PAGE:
Arequipa was so influential that General Orbegoso moved his presidential government from Lima to Arequipa in 1835. This bold move sparked a battle for power as General Felipe Santiago Salaverry claimed to be president since Orbegoso had left Lima. To gain some much-needed support, General Orbegoso petitioned help from the Bolivian President Andrés de Santa Cruz. Their armies teamed up and confronted Salaverry’s forces in multiple battles outside Arequipa. While Salaverry won the first battle, he was eventually defeated and forced to surrender. This led to Salaverry and nine of his top officers getting publically shot in the main square of Arequipa.

Despite experiencing an abrupt end to this attempted revolution, Arequipa’s problems had just begun. Even after the National Congress was installed, the area was home to multiple uprisings. During the War of the Pacific, Chilean troops ended up occupying both Lima and Arequipa. When Peruvians finally regained control of the city, Arequipa was developed into an exportation hub. Wool and agriculture products were produced at breakneck speeds at the expense of peasants. Once Arequipa was connected to Cusco and Juliaca by the Southern railroad, there was no turning back.

Even though it lost its status as Peru’s capital, Arequipa continued evolving at an impressive rate. By 2000, the sprawling 332 hectares historic center of Arequipa was named a UNESCO World Heritage Site. This is thanks to the unique blend of European and native architecture that’s referred to as Escuela Arequipeña. While the area was damaged by a massive 8.4-magnitude earthquake in 2001, it managed to survive and continues hosting tourists.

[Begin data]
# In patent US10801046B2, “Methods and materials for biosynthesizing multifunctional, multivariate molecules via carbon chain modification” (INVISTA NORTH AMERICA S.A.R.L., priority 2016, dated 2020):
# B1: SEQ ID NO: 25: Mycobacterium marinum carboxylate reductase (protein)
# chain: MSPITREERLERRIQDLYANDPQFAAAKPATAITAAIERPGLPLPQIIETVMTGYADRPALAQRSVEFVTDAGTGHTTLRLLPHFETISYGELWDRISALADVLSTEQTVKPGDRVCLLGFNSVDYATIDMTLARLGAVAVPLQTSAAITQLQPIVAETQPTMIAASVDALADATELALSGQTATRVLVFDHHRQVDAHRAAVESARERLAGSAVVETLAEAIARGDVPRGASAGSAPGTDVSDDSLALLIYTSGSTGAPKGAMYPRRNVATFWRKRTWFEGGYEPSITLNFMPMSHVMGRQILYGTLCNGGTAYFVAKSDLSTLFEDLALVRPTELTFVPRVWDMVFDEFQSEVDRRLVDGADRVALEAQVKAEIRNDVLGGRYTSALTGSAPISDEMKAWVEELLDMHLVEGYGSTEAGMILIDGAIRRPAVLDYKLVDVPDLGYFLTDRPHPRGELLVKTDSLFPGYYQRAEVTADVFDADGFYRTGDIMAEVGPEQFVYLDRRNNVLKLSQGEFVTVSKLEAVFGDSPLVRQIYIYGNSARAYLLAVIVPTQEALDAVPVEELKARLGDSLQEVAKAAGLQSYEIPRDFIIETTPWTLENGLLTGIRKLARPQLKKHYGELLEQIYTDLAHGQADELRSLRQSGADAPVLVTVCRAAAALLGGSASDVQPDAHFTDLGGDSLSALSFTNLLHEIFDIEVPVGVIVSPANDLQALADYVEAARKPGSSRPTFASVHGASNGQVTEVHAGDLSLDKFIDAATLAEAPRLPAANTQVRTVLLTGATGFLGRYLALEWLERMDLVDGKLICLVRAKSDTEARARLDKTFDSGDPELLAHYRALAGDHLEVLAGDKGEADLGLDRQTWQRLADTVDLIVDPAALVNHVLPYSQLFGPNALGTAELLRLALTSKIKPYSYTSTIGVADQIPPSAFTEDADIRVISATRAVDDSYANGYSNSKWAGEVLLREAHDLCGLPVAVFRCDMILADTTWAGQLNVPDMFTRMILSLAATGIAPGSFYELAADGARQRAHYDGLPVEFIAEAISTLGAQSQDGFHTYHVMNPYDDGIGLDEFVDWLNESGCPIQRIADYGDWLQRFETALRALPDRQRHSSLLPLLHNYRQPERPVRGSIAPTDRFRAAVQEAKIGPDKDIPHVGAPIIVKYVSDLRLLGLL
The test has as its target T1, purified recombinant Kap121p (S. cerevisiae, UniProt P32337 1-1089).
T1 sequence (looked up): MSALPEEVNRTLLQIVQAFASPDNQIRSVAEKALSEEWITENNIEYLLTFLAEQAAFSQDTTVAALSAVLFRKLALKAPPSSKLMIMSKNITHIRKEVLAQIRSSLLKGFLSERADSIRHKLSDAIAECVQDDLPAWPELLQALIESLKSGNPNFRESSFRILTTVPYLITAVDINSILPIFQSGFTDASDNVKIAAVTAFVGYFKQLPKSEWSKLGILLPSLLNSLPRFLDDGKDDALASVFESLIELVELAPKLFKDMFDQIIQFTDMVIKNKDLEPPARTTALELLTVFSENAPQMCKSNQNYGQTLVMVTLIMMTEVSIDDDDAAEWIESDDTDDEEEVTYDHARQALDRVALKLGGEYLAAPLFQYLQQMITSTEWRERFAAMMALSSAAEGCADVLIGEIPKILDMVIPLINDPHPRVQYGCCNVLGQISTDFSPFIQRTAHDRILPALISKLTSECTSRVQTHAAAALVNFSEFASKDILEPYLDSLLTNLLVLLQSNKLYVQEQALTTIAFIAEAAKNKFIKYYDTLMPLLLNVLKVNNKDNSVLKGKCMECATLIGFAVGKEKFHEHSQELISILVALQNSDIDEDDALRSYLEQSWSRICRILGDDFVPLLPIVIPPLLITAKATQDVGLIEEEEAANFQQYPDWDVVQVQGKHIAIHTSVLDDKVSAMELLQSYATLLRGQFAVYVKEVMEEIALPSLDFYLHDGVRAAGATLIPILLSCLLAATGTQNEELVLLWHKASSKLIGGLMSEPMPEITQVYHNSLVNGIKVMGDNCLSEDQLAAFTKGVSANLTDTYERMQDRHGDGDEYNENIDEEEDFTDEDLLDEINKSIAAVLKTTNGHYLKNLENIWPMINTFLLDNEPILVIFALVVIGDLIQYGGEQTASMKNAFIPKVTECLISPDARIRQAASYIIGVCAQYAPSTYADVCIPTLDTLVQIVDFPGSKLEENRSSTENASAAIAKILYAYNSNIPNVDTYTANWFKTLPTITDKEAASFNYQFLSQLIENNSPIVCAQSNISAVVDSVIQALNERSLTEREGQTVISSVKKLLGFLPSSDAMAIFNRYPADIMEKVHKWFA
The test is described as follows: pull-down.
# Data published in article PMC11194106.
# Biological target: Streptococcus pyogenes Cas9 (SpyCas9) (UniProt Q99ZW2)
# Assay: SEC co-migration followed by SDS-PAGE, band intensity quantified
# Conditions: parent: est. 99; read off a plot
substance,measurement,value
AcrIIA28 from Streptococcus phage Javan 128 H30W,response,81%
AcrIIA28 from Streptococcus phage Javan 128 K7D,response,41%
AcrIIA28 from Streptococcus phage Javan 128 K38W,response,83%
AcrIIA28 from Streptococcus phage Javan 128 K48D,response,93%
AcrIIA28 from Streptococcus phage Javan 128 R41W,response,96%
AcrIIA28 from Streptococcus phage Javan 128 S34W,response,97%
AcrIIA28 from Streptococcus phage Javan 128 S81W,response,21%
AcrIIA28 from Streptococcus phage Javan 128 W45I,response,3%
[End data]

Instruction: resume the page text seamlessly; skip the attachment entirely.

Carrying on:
Due to its gorgeous design and moderate climate, Arequipa remains a hotspot for tourism. Boasting over 1.78 million tourists a year, this is the third most visited region in Peru. While the neighboring valle del Colca steals the show. It isn’t the only place worth visiting around Arequipa. To shed some light on what to visit, we compiled a list of attractions around Arequipa. These areas can’t be missed, so don’t hesitate to incorporate them into your trip!

Best Places to Visit Around Arequipa

Attraction #1: Mollendo – Located about two and a half hours outside Arequipa, this sleepy beach down can’t be missed. Despite being abandoned for most of the year, this town comes alive during the Peruvian summertime. From January to March, their beach is filled with national tourists who are desperate to soak in the sunshine. After this brief period the city is constantly shrouded in fog, which leads to it looking like a ghost town. There’s no comparing between the two periods, so pick when you visit wisely.

Attraction #2: Plaza de Armas – Even though this is a no-brainer, the main plaza of Arequipa is the heart of the city’s history. This is due to the fact that it’s home to multiple cathedrals and churches that boast exquisite designs. Built completely out of volcanic rock, these cathedrals have a gorgeous white hue. From earthquakes to massive fires, their cathedrals have managed to withstand the tests of time. This plaza is also filled with pigeons, so it’s a UNESCO attraction that even Mike Tyson could enjoy. These birds add a fun touch to this historically rich center, just watch out when feeding them!